FBI To Require Background Checks For Child-Care Providers

WASHINGTON, DC–Taking measures to improve the safety and welfare of America's children, the FBI unveiled a sweeping new program Monday mandating comprehensive background checks for all U.S. child-care providers.

Child-havers will continue to go unscreened.

The program, which bureau officials hope will reduce child abuse and neglect, does not affect the nation's approximately 150 million child-havers.


Said FBI director Louis Freeh: "To those who would prey on our nation's innocent children, this sends a loud, clear message: Get your own kids."

Parents across the U.S. are hailing the move as a step in the right direction.

"I feel better knowing that daycare providers are thoroughly checked for any possible criminal history," said Texarkana, AR, convicted child molester and father of five Darryl Lee Forster. "I don't want my kid getting touched funny by no stranger."

"Gonna make me a little blond boy," Forster added.

Brenda Furness, an unemployed Macon, GA, mother of seven, was equally pleased.

"They definitely oughta run checks to make sure all them people who work with kids are qualified," said Furness, serving her children their usual dinner of mayonnaise on crackers and Dr. Pepper. "Who knows what kind of unfit people are looking after our children? Billy Joe, quit playing with that saw and get your ass to the table this second 'fore I knock the rest of your teeth out!"

FBI director Louis Freeh announces his plan to exhaustively screen all child-care workers.

Under the new program, convicted sex offenders and violent criminals are no longer eligible to work at daycare facilities. Such individuals, however, will still be eligible to serve as parents.


In addition to mandatory background checks for employees, all U.S. childcare facilities will be required to pass rigorous twice-annual inspections. The facilities will be expected to provide a "clean, safe, supervised, educationally enriching environment." Those that fail to do so will face severe fines and possible closure.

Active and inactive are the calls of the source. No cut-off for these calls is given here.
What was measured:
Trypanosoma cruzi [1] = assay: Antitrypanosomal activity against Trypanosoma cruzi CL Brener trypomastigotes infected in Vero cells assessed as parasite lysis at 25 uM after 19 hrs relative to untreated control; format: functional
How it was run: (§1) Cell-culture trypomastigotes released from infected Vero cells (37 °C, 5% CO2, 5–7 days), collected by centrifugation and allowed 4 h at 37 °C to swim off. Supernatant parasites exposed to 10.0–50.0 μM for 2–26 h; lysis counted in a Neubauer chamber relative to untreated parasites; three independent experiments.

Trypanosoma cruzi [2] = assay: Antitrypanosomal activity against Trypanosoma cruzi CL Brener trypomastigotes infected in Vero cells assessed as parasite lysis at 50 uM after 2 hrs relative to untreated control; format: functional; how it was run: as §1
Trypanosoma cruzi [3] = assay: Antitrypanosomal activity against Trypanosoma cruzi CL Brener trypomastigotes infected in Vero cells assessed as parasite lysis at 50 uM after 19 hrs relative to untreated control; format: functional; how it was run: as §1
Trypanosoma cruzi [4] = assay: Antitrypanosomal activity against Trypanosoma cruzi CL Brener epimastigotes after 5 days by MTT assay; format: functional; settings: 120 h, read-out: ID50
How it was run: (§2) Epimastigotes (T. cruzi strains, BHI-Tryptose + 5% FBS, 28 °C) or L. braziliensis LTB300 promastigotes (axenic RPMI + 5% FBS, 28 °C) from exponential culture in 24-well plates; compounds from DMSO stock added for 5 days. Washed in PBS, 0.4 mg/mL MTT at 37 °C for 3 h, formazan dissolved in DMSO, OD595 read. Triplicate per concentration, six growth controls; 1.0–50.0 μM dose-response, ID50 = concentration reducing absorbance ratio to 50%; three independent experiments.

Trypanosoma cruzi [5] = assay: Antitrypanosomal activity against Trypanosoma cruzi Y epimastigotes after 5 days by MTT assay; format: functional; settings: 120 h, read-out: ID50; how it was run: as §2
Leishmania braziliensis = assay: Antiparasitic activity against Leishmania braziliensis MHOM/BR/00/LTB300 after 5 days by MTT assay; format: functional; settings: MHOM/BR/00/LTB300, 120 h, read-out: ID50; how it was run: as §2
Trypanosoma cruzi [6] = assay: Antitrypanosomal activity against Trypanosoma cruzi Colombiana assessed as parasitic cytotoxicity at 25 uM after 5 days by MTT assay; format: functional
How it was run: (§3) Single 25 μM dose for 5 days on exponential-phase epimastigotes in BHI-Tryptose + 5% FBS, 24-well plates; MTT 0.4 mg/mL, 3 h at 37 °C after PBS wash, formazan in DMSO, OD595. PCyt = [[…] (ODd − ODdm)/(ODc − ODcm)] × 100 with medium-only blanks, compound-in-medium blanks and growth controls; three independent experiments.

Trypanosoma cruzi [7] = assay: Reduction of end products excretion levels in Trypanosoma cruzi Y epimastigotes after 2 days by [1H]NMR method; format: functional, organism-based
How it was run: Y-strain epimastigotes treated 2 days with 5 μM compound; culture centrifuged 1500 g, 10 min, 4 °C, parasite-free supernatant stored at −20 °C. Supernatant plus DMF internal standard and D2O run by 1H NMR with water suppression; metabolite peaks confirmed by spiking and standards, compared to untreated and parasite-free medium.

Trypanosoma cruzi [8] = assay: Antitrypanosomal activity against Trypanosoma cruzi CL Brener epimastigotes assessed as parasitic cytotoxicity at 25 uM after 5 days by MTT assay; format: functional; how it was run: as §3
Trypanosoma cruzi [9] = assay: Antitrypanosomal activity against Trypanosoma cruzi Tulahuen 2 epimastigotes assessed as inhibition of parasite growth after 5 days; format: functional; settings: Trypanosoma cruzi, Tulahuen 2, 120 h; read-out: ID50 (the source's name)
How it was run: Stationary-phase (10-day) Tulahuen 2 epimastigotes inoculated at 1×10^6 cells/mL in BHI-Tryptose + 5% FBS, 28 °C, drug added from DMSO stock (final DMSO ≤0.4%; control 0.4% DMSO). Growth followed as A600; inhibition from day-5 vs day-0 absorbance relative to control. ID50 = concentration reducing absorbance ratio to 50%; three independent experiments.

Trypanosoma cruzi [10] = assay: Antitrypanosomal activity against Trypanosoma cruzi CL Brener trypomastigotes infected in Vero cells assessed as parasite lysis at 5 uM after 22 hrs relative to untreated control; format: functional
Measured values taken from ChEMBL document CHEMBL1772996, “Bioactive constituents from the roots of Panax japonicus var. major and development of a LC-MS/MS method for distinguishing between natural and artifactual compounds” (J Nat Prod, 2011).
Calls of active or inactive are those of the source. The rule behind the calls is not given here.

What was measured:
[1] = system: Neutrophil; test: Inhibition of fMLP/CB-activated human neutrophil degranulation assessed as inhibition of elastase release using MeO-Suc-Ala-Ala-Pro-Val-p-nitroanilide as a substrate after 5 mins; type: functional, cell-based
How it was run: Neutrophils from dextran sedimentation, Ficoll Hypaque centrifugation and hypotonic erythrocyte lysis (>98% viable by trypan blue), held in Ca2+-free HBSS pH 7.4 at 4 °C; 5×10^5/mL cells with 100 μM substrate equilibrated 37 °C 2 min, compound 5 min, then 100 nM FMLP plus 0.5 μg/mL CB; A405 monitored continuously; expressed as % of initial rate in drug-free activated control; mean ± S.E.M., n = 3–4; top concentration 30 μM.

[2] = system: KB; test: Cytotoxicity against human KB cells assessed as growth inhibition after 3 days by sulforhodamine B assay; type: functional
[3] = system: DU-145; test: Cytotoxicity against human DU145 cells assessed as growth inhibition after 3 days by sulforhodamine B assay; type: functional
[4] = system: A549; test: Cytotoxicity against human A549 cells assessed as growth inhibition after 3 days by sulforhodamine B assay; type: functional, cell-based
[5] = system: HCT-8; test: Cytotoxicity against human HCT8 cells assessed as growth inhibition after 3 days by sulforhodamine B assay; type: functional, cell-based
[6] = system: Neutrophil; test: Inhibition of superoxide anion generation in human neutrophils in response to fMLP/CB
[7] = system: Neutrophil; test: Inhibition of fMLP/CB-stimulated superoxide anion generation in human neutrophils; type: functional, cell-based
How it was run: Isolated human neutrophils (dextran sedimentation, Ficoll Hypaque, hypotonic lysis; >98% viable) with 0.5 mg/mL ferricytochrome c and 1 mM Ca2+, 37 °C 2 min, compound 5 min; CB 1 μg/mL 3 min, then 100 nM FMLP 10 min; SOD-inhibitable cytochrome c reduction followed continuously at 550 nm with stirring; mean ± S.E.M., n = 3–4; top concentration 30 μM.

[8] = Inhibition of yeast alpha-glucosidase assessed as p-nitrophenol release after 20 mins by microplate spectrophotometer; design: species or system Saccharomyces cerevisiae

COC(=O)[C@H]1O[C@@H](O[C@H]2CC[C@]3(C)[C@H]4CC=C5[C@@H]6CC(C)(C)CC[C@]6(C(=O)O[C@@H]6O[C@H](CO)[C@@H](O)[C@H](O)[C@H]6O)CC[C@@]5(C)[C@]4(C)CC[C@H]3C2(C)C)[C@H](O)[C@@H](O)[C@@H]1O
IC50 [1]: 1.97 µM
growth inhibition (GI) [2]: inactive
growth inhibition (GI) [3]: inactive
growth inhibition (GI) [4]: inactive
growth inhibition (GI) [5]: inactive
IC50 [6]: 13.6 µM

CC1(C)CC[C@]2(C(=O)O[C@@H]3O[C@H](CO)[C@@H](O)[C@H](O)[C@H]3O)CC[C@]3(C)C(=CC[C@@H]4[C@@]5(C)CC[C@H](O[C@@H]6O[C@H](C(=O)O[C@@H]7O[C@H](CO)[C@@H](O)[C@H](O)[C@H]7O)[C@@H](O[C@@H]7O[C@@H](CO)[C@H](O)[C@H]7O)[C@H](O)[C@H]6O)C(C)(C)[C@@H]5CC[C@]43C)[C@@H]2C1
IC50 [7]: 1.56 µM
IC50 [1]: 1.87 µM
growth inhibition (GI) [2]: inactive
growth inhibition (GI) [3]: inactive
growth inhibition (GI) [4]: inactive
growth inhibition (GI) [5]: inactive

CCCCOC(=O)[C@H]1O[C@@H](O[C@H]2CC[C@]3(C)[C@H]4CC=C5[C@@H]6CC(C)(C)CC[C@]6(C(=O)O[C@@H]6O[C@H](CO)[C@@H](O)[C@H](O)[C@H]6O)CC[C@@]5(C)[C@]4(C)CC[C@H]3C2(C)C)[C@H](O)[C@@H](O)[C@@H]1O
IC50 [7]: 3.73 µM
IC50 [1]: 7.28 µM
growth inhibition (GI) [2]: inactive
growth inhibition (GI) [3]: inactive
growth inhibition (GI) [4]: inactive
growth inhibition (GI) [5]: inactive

"Some of them daycare places, I hear they just plop the kids down in front of the TV all day and don't give 'em nothing else to do," said El Paso, TX, father Bud Bass, shutting the door to drown out the noise of cartoons in the next room. "No books, no games–nothin'. How they gonna learn them kids right if they ain't got nothing for 'em to do?"


"I'm glad the government's making sure daycare places be all supervised," said Chicago mother of three Tanya Odomes, 20. "There's a lot of stuff that can happen when you don't keep an eye on kids. Like this one time last summer, I went out for a few minutes to cash a check, and my baby Anthony fell out the window. I wouldn't want no shit like that going on at no daycare."

Freeh said children are now far less likely to be harmed by unfit caretakers.

"Rest easy, parents," Freeh said. "With this tough new program in place, no one can hurt your kids but you."


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